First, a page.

Links: USA, Maryland, Black History, Slavery     Click to see the source(s) for this event 
 
1879 Feb 14
Chile invaded the Bolivian port of Antofagasta after Bolivian authorities attempted to auction the confiscated property of CSFA, a Chilean mining company.
Links: Bolivia, Chile     Click to see the source(s) for this event 
 
1912 Feb 14
Arizona became the 48th state of the Union, the final area of the continental United States to attain statehood.
Links: USA, Arizona     Click to see the source(s) for this event 
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1917 Feb 14
In San a police raid closed down the Barbary Coast. The red lights of the Barbary Coast went out. Louis Sidney "Sid" LeProtti was the pianist who led the So Different Jazz Band at Purcell’s, one of the most famous Negro dance halls in the country at 520 Pacific St. of the San Francisco Barbary Coast district. A 1982 book by Tom Stoddard: "Jazz on the Barbary Coast" covers the era.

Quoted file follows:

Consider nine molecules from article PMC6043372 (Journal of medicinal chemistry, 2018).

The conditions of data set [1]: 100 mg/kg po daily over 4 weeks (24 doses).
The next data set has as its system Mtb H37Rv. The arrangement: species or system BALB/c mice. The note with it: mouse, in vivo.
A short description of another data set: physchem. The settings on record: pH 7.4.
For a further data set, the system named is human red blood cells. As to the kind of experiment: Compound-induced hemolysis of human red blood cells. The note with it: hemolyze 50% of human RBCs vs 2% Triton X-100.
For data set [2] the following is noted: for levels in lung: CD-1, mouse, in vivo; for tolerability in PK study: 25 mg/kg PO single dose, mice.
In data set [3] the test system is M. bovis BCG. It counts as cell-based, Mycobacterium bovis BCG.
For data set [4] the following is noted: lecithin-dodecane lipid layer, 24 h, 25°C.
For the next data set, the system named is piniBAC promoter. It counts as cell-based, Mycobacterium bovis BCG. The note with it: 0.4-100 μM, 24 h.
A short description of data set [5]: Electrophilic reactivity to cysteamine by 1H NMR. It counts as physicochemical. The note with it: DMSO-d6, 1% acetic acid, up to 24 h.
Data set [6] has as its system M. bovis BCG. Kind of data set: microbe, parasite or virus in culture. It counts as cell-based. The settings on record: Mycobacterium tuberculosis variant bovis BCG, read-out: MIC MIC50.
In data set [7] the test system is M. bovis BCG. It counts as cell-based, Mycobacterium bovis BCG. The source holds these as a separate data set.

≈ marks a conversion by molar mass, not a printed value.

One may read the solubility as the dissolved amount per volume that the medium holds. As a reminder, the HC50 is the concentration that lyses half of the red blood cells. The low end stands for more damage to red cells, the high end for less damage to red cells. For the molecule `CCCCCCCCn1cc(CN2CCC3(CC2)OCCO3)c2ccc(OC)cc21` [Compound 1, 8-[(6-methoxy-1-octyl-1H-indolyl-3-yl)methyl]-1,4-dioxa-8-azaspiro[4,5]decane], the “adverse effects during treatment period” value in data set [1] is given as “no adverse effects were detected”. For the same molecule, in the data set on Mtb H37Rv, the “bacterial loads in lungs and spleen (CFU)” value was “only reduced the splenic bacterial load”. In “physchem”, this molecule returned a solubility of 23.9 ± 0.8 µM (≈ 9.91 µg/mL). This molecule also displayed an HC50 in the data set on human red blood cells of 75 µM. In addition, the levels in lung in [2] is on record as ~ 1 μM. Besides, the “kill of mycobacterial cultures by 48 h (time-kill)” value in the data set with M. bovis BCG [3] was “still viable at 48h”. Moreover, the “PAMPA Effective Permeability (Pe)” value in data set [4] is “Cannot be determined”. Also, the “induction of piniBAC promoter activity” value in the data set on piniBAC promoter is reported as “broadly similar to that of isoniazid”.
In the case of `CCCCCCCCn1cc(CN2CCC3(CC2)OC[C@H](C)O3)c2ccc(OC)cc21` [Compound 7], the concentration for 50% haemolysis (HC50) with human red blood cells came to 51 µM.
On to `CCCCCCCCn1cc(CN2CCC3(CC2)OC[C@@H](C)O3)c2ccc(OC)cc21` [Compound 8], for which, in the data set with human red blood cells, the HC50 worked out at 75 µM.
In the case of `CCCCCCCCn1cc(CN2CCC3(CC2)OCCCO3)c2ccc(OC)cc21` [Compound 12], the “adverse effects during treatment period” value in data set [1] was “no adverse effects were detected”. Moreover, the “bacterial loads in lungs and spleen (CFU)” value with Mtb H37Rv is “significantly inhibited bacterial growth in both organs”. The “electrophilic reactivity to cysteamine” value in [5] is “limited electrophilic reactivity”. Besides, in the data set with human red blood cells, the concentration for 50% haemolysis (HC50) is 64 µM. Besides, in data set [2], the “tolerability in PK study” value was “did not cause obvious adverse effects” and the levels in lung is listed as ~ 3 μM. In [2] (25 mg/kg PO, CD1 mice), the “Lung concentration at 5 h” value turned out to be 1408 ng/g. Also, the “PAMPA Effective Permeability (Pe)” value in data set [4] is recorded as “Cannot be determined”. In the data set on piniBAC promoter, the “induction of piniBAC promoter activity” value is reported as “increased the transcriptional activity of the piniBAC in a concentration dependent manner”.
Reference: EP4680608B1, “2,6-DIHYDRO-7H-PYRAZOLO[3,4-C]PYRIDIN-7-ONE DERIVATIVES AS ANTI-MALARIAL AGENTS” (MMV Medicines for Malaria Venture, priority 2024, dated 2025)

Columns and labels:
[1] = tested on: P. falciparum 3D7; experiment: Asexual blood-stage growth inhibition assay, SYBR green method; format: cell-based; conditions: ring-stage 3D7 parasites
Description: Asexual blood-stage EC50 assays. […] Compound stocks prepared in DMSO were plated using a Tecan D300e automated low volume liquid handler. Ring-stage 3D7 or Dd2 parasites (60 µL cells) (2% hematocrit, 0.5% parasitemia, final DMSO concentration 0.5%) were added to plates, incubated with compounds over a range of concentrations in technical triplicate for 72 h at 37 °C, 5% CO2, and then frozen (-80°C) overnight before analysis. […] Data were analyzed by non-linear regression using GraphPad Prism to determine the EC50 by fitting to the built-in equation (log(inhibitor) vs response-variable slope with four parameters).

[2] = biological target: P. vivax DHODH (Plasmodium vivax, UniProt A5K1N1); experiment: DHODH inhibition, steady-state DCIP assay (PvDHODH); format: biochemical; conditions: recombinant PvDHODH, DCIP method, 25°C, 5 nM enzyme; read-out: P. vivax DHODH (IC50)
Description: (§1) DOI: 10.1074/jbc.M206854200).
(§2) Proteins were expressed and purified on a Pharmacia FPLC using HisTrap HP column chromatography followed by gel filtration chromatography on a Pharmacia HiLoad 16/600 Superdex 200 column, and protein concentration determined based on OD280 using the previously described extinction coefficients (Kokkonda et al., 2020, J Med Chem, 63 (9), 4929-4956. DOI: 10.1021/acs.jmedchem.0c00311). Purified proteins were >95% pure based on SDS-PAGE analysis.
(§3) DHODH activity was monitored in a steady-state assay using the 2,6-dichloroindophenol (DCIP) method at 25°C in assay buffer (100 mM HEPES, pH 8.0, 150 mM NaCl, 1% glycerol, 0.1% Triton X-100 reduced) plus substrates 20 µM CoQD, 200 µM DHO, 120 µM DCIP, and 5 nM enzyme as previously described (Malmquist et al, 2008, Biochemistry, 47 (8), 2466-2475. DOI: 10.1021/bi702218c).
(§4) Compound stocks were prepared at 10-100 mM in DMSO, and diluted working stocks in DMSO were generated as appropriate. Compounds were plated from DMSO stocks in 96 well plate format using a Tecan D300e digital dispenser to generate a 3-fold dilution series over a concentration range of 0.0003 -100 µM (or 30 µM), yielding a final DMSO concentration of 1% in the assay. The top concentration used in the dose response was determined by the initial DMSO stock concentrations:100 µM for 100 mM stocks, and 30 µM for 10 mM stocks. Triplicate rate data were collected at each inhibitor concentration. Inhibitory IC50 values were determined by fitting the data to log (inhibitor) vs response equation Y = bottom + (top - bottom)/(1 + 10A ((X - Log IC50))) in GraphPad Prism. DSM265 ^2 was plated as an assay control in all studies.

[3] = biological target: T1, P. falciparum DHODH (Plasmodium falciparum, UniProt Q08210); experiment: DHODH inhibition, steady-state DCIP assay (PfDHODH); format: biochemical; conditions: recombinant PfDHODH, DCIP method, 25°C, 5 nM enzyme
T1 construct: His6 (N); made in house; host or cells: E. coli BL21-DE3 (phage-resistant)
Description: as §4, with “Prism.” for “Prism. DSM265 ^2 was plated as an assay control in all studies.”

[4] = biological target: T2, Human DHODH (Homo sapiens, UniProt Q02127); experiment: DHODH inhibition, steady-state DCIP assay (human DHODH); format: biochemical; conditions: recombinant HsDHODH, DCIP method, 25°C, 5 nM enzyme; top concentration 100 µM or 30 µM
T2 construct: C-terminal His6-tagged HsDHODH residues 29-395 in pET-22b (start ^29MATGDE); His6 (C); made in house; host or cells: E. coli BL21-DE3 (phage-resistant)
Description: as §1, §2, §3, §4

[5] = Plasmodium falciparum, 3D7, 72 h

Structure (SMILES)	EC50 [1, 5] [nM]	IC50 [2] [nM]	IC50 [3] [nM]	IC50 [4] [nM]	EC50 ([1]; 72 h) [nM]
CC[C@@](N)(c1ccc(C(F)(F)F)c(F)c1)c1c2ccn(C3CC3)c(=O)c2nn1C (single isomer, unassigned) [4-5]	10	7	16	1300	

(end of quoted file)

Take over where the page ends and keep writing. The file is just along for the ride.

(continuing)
Links: USA, SF     Click to see the source(s) for this event 
 
1924 Feb 14
Patricia Edwina Victoria Montbatten, the 2nd Countess Mountbatten of Burma, was born in London.
Links: Britain,      Click to see the source(s) for this event 
 
1936 Feb 14
Fanne Foxe, [Annabella Battistella], (Wilbur Mills companion during Congressman’s drunken romp in the fountain), was born in Argentina.
Links: Argentina     Click to see the source(s) for this event 
 
1937 Feb 14
Austrian leader Schuschnigg threatened to restore the Hapsburg monarchy.
Links: Austria     Click to see the source(s) for this event 
 
1945 Feb 14